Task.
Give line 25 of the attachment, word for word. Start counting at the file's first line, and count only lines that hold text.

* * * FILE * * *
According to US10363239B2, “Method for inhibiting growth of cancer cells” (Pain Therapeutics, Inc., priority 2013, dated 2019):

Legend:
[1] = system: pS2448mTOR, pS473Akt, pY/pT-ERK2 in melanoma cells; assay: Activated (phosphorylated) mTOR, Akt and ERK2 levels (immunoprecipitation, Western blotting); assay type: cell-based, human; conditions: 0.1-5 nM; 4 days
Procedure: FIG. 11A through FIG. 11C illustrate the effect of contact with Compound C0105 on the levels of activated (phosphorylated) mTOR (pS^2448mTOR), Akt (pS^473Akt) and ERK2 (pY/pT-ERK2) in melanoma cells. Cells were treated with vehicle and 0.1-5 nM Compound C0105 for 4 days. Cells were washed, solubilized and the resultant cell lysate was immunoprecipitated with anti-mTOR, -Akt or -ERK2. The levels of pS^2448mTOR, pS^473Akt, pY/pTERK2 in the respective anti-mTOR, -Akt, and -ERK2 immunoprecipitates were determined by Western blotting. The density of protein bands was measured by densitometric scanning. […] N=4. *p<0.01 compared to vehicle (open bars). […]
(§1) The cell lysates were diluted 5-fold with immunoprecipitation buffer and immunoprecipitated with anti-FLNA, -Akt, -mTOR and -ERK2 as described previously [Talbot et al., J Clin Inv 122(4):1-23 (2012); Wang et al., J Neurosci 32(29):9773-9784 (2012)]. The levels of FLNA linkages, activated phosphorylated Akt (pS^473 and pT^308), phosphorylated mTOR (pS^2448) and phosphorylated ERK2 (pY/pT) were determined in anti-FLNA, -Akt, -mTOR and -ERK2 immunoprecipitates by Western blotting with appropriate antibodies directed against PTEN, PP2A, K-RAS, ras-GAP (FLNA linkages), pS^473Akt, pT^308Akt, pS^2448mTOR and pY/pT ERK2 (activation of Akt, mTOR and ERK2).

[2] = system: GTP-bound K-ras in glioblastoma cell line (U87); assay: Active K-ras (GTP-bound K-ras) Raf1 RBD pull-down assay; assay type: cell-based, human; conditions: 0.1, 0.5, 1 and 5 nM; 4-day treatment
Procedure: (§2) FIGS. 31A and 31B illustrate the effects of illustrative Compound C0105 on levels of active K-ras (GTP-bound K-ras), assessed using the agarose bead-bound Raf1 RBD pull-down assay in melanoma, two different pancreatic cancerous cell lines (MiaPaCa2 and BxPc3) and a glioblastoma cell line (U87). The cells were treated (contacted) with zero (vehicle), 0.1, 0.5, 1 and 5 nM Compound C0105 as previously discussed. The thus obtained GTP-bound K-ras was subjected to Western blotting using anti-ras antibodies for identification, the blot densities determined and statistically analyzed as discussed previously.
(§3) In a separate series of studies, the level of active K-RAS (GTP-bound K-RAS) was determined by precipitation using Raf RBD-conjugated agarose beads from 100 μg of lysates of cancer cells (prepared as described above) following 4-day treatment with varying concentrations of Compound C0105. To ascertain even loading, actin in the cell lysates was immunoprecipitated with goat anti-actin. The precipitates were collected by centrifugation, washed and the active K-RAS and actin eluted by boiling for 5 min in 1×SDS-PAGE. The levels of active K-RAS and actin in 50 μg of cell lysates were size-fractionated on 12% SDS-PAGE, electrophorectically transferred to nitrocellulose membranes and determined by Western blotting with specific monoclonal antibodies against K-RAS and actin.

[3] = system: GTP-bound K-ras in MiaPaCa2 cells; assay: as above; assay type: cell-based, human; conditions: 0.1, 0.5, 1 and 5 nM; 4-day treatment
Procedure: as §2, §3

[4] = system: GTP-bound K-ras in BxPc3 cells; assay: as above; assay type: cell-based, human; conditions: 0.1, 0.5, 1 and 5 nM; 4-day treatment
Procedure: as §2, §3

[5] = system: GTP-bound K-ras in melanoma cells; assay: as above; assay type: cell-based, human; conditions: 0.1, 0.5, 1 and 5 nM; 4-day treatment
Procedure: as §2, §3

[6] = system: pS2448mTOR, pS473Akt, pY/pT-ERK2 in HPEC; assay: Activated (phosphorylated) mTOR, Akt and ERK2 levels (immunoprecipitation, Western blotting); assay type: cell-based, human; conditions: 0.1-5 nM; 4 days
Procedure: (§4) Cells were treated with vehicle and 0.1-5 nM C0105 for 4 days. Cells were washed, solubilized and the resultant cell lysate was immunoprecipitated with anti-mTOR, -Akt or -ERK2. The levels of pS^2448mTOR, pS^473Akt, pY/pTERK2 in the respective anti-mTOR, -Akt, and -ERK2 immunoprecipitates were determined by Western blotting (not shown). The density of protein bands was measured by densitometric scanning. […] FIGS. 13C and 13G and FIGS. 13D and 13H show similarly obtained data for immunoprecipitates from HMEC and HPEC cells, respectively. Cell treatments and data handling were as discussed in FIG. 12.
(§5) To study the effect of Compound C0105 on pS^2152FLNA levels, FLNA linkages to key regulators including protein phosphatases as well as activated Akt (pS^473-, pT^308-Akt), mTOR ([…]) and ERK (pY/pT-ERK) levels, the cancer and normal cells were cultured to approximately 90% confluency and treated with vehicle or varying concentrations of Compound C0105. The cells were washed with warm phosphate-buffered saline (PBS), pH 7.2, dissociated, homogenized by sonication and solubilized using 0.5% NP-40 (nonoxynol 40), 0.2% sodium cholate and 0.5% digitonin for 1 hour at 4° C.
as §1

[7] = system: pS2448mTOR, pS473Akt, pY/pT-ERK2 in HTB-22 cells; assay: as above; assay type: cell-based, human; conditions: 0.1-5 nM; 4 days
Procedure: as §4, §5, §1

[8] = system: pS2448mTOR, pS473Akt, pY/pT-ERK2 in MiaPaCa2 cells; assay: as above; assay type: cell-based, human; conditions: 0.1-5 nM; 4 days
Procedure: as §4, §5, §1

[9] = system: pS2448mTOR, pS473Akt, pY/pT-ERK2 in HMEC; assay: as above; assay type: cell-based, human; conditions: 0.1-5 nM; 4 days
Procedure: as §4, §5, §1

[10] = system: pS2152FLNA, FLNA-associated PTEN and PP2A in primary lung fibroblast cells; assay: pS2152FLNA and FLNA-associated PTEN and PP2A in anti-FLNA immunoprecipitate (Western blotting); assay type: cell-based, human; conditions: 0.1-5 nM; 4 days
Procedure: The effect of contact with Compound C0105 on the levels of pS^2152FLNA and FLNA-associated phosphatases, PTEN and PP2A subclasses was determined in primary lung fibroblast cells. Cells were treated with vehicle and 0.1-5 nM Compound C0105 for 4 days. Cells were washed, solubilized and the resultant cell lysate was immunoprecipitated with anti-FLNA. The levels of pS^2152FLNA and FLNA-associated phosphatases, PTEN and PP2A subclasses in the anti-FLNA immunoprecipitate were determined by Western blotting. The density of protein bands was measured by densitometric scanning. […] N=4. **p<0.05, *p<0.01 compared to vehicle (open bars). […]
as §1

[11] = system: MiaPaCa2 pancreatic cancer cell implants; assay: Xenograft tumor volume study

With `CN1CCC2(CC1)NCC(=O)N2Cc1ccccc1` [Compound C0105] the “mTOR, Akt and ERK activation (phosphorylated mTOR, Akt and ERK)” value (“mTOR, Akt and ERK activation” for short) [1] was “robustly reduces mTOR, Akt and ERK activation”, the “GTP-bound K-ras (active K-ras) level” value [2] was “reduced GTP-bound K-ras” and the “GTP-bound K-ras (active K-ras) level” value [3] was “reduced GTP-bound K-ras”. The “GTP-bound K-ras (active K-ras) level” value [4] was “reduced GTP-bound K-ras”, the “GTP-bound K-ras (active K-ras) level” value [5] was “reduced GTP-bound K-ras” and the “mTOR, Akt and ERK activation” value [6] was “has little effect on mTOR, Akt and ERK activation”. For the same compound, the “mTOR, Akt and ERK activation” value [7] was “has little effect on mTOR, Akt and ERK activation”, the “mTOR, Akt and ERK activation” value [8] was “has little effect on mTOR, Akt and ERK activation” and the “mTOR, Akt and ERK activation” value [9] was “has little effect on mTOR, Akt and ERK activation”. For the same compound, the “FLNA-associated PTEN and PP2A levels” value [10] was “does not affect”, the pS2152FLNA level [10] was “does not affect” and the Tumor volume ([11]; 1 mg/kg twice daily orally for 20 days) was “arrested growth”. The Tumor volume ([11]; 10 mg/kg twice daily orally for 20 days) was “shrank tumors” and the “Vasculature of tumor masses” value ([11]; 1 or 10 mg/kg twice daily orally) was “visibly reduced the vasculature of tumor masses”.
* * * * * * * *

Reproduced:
[10] = system: pS2152FLNA, FLNA-associated PTEN and PP2A in primary lung fibroblast cells; assay: pS2152FLNA and FLNA-associated PTEN and PP2A in anti-FLNA immunoprecipitate (Western blotting); assay type: cell-based, human; conditions: 0.1-5 nM; 4 days